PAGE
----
What Do Wealthy Women Want?

According to an article in AdvisorOne, it’s no great secret that advisors frequently lose women as clients after they divorce or when they become widowed. The bigger secret is figuring out how to make them stay. To emphasize just how critical this is, Kate Healy, a TDAI director, noted that at least two-thirds of the nation’s wealth will be in the hands of women by 2030. Eileen O’Connor, a vice president of wealth management at McLean Asset Management of McLean, added that an increasingly significant portion of generational wealth transfer now goes to daughters.

According to Ms. O’Connor, when it comes to getting and keeping ultra high net worth women as clients, it comes down to one thing: “Women need more education and validation than men to make financial decisions, and they can easily detect whether an advisor is really listening to them.” She notes that advisors need to be softer and states that it’s okay to ask emotional questions. For example, O’Connor stated that its okay to say ‘I notice that you are not as upbeat as you normally are, can I ask why?’ According to Healy, women also want to be understood in terms of their unique profile and values. In this regard, she outlined the financial planning needs of four distinct demographics of ultra high net worth women: (1) married women; (2) working women; (3) retired women and (4) sandwich women (women providing for both aging parents and children).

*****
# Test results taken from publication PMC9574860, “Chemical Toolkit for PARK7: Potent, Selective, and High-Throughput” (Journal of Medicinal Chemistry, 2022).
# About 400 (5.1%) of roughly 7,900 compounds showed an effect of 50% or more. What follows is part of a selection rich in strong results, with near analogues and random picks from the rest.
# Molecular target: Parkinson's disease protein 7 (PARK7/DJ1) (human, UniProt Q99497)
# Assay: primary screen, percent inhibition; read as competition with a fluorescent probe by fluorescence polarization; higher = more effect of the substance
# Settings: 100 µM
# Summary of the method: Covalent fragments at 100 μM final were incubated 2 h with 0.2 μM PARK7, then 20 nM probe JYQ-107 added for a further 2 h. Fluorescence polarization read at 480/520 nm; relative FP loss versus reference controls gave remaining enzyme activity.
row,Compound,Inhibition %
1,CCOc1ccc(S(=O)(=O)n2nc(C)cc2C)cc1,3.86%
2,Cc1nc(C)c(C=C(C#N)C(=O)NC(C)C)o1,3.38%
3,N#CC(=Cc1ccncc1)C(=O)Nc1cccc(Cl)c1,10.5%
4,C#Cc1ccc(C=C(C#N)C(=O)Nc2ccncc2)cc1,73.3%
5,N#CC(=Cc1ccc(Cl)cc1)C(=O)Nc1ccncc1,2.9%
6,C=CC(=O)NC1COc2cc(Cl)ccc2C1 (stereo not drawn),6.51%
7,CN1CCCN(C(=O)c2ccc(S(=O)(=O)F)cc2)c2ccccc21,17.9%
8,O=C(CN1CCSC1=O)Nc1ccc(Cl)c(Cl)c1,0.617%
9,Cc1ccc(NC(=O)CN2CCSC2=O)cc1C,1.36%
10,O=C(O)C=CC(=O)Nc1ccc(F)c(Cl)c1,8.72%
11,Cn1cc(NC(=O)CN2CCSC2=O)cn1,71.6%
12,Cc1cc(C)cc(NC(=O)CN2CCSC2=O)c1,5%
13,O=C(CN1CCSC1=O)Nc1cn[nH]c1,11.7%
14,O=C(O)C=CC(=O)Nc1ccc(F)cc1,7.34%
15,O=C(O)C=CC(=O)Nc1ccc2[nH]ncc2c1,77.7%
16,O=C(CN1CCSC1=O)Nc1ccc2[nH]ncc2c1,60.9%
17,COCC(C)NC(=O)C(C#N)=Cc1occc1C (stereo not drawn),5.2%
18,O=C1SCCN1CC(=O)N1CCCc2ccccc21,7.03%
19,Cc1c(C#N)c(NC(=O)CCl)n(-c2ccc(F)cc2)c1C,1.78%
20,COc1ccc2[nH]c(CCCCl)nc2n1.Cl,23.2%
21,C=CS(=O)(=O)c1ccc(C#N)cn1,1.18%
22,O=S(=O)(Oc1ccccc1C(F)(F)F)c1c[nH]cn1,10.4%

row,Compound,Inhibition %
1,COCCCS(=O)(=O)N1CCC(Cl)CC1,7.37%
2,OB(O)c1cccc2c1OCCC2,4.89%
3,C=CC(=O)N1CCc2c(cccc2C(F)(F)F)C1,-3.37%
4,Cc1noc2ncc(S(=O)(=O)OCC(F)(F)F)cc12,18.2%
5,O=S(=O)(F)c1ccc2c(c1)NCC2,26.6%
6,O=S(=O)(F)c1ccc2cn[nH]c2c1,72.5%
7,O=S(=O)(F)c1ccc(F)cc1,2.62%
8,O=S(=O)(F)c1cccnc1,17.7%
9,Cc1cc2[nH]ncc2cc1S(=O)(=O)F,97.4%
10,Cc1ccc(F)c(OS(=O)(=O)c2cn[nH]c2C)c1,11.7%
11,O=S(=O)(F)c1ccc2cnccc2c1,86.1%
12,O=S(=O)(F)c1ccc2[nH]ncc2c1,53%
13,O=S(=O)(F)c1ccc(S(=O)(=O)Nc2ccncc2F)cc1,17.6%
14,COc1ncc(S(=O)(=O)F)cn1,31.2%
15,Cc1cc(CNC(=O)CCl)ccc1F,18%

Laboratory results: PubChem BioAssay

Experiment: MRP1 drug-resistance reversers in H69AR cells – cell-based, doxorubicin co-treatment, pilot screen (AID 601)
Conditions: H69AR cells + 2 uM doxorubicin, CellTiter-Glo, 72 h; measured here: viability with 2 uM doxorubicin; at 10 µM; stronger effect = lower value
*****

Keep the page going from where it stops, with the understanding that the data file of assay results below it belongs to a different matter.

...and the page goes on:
To address the needs of these women, changing the font to pink will not change the service provided. Instead, O’Connor notes that ultra high net worth women want to work with an advisor who recognizes the importance of an authentic relationship. Because of that desire, she notes that 80.3% believe it is critically important to have an advisor who is a fiduciary, which she notes as a primary indicator of whether the advisor has a client’s best interest at heart.





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